Workers suspended for ‘Fight Club’ at Texas school for disabled

Staff at Corpus Christi State School in Corpus Christi are being accused of setting up a ‘Fight Club’ with the residents. Police say workers were encouraging residents to battle one another.
Police received a cell phone containing videos of the alleged abuse suspected to have taken place in the dorms last week. They are expecting to file arrest warrants in the case later this week for workers at Corpus Christi State School in Corpus Christi.

There are seven current staff members and four former employees being investigated on the alleged abuse.

CNN reports:

“This has been going on for some time,” Corpus Christi police Capt. Tim Wilson said. “That is what makes this an exceptional case. It is not the workers abusing the clients, so to speak. The workers are not hitting them, but they are allowing these clients to fight with each other, thereby endangering their well-being.”

“These people are charged with the care and custody of these clients, and they are exploiting (them),” he said.

Those involved will most likely be charged with injury of a disabled person, a third-class felony. The actual charges are being left up to the Nueces County District Attorney.

Straits Times reports:

‘It’s some of the worst child abuse I’ve seen in over 30 years,’ Corpus Christi Police Captain Tim Wilson said. ‘Sometimes we see isolated incidents. What’s appalling about this is that it appears to be organized.’

The videos that have been reviewed by the police show the alleged abuses taking place as far back as 2007. Most of the workers on the tapes have been identified.

Seven of the staff at the school are on paid emergency leave. They were placed on leave by the Texas Department of Aging and Disability Services. Authorities have said that former staff may also be interviewed for the case.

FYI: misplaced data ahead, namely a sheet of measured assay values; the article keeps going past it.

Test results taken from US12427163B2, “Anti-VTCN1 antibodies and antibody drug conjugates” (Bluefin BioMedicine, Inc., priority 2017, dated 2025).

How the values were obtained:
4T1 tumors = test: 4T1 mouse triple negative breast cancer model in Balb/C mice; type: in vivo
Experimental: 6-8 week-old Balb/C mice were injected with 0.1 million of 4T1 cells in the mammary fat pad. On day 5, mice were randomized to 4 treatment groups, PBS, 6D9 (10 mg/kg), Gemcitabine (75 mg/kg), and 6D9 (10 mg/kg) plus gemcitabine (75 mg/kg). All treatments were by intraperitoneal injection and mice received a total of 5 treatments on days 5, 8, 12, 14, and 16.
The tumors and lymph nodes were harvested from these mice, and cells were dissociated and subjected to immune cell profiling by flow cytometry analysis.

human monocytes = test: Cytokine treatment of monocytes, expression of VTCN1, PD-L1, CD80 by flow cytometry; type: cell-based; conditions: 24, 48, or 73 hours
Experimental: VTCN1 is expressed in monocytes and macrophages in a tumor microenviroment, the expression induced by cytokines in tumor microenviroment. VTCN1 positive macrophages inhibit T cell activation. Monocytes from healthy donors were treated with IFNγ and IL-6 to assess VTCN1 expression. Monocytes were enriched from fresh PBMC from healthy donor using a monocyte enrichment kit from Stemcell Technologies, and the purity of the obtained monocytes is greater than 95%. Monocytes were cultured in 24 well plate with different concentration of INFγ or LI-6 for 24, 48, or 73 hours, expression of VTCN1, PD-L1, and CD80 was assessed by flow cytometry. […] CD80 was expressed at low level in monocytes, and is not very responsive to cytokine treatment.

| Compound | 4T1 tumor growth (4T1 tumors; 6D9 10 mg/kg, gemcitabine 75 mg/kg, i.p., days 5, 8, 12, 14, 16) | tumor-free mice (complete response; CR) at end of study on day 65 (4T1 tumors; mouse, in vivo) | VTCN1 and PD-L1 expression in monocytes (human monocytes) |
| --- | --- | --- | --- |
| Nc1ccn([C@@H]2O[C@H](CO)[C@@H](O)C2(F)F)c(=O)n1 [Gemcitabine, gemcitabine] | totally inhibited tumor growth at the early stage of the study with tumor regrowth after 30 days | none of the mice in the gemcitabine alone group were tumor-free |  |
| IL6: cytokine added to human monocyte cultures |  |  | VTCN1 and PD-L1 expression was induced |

The employees on leave are not allowed on the campus grounds. They are required, however, to show up at the gate each day they are on leave to sign in.

The New York Daily News reports:

“Any abuse or neglect of residents placed in our care will not be tolerated,” said Laura Albrecht, a spokeswoman for the Texas Department of Aging and Disability Services.

Texas is dealing with several abuse allegations against state school employees. A federal report from 2008 cited 53 deaths linked to preventable conditions within these schools. The report called the hundreds of reports that have been filed on cases of abuse and injuries to patients “disturbingly high.” Almost half of state facilities are in danger of losing government funding because of alleged abuses.

The state at this time does not require staff to have fingerprinting, background checks and random drug testing when hiring employees. That is measure up for the state Legislature. Lawmakers are also wanting to create an ombudsman to investigate injuries and deaths. Texas is considering having the proposed future ombudsman oversee a hot line for abuse-and-neglect calls.

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